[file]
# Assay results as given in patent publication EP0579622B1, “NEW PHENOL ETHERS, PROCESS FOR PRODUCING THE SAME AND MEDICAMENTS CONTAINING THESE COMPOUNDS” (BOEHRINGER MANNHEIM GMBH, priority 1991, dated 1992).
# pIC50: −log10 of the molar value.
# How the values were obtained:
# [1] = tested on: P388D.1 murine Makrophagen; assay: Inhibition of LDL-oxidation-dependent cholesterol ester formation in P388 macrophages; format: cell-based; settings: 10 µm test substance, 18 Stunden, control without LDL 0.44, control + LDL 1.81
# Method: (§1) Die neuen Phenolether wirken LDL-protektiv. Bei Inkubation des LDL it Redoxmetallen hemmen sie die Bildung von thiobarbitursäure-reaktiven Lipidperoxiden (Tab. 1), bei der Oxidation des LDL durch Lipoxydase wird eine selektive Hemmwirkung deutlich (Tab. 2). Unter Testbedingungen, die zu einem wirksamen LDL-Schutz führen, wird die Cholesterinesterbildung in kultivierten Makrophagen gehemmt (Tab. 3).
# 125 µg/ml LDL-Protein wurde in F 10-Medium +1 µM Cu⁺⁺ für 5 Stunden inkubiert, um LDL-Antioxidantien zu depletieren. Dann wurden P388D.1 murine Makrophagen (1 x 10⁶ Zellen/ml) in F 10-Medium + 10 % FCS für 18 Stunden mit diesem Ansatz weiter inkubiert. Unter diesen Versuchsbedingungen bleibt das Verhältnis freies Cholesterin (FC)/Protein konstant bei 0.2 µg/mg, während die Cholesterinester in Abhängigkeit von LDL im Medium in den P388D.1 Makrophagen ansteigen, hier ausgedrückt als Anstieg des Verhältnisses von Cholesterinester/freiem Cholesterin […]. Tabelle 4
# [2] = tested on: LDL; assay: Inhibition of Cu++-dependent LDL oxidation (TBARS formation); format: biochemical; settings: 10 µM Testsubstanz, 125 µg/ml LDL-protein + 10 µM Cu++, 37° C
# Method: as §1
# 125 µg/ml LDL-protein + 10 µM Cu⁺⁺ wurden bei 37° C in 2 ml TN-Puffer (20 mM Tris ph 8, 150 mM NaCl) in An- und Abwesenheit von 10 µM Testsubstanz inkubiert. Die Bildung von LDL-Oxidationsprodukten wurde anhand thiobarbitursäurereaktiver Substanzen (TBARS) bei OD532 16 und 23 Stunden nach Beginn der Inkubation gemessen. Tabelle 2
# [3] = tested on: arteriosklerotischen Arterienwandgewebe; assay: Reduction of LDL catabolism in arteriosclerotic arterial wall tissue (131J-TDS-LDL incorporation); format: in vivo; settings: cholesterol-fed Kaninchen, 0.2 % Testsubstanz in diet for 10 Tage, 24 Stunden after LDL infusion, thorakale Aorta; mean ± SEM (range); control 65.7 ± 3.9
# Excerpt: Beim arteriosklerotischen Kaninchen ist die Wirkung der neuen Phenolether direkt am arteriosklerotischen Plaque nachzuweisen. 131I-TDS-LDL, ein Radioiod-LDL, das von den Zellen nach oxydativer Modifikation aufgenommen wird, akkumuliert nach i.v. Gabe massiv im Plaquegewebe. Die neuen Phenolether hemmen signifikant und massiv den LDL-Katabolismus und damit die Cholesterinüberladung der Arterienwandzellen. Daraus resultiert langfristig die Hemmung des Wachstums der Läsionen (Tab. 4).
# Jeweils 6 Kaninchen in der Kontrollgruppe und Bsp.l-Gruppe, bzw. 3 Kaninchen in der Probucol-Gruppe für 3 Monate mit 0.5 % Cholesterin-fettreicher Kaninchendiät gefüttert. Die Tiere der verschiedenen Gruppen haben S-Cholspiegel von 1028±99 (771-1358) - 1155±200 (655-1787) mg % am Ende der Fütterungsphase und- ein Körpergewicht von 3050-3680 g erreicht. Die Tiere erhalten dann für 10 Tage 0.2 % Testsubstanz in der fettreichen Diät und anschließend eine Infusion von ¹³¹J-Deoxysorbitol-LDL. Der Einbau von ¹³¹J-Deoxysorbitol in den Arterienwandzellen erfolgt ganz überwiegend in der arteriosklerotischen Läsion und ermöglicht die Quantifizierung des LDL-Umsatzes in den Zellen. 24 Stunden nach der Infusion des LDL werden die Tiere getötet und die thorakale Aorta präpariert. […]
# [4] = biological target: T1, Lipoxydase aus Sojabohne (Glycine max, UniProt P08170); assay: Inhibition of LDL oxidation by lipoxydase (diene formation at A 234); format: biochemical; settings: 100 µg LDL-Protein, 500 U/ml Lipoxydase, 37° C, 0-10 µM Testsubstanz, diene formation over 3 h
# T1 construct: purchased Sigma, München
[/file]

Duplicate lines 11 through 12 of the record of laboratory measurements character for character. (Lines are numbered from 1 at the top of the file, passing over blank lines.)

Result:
# Excerpt: Beim arteriosklerotischen Kaninchen ist die Wirkung der neuen Phenolether direkt am arteriosklerotischen Plaque nachzuweisen. 131I-TDS-LDL, ein Radioiod-LDL, das von den Zellen nach oxydativer Modifikation aufgenommen wird, akkumuliert nach i.v. Gabe massiv im Plaquegewebe. Die neuen Phenolether hemmen signifikant und massiv den LDL-Katabolismus und damit die Cholesterinüberladung der Arterienwandzellen. Daraus resultiert langfristig die Hemmung des Wachstums der Läsionen (Tab. 4).
# Jeweils 6 Kaninchen in der Kontrollgruppe und Bsp.l-Gruppe, bzw. 3 Kaninchen in der Probucol-Gruppe für 3 Monate mit 0.5 % Cholesterin-fettreicher Kaninchendiät gefüttert. Die Tiere der verschiedenen Gruppen haben S-Cholspiegel von 1028±99 (771-1358) - 1155±200 (655-1787) mg % am Ende der Fütterungsphase und- ein Körpergewicht von 3050-3680 g erreicht. Die Tiere erhalten dann für 10 Tage 0.2 % Testsubstanz in der fettreichen Diät und anschließend eine Infusion von ¹³¹J-Deoxysorbitol-LDL. Der Einbau von ¹³¹J-Deoxysorbitol in den Arterienwandzellen erfolgt ganz überwiegend in der arteriosklerotischen Läsion und ermöglicht die Quantifizierung des LDL-Umsatzes in den Zellen. 24 Stunden nach der Infusion des LDL werden die Tiere getötet und die thorakale Aorta präpariert. […]